WASHINGTON — U.S. Sens. John Thune (R-S.D.) and Tom Carper (D-Del.) today reintroduced the Chronic Disease Management Act, bipartisan legislation that would ensure high-deductible health plans (HDHPs) that are used with health savings accounts (HSAs) can cover care related to chronic disease management prior to a beneficiary reaching their plan deductible. The bill would also help address the impacts of chronic diseases by allowing patients that are enrolled in HDHPs greater flexibility in accessing the care they need.
“By expanding what qualifies as preventive services, more folks living with chronic diseases like diabetes, heart disease, and high blood pressure can get coverage for the services and medications they need to manage their condition, helping improve quality of life,” said Thune. “I’m proud to support this legislation that would help individuals living with chronic diseases avoid the need for higher-cost treatments down the road.”
“On average, six out of ten Americans battle chronic diseases every day, and need access to preventative care to stay healthy,” said Carper. “This bipartisan bill will allow patients to get the care they need to manage their chronic conditions without worrying about their bill before an emergency episode occurs. The bill will also tackle health disparities because high deductibles disproportionately impact patients that are chronically ill, low-income, and people of color. It’s a win for patients, and I’m proud to reintroduce this common-sense bill with Senator Thune.”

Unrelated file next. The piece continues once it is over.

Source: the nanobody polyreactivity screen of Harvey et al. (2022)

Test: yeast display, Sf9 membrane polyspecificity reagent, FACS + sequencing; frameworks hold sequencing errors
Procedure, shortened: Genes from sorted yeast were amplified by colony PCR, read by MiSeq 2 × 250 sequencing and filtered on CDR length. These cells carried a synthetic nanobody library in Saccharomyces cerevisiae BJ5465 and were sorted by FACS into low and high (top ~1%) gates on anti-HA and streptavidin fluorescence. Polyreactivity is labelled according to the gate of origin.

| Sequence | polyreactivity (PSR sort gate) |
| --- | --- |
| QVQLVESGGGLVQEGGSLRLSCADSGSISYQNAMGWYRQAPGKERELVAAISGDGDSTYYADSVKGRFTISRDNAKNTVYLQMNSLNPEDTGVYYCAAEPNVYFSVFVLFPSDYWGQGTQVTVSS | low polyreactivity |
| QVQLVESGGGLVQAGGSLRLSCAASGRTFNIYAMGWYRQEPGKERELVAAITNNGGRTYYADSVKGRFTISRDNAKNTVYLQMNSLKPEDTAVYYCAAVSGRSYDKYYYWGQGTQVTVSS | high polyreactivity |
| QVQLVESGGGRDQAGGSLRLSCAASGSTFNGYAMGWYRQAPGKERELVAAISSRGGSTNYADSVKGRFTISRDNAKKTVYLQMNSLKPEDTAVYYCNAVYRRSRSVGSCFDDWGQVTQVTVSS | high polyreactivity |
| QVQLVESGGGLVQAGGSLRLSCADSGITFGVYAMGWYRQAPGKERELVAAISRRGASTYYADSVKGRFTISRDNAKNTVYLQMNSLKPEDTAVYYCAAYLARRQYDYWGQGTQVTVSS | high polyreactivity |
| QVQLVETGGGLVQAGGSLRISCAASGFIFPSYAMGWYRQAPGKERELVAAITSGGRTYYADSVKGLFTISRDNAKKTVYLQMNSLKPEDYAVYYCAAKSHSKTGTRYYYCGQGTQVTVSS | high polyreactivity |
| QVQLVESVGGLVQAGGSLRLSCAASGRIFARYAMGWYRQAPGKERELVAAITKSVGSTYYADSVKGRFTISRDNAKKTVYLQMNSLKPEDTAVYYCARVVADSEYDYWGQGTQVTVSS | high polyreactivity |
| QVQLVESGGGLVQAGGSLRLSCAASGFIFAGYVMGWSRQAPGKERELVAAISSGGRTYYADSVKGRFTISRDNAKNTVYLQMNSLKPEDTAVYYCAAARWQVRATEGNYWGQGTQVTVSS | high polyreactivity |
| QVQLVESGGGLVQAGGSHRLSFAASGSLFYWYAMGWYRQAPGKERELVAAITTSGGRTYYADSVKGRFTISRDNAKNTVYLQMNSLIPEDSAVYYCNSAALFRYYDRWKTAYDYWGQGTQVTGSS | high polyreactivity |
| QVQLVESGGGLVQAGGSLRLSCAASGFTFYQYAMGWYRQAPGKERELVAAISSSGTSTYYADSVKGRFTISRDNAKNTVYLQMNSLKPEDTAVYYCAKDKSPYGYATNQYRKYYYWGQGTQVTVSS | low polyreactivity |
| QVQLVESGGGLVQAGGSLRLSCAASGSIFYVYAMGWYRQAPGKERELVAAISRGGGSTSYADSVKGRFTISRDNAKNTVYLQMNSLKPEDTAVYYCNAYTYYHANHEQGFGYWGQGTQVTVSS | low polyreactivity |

“This common-sense legislation would help patients, employers, and payers alike, including through improved health, enhanced workplace productivity, and the avoidance of unnecessary emergency care visits and hospitalizations,” said Katy Spangler, co-director of the Smarter Health Care Coalition.
In July 2019, the Internal Revenue Service issued a notice expanding its interpretation of what constitutes preventive care to include certain items and services that are prescribed to someone with certain chronic conditions. Those items or services can be considered preventive when they are prescribed to an individual with certain chronic conditions and if they are low-cost and prevent the worsening of a chronic condition or the development of a secondary condition.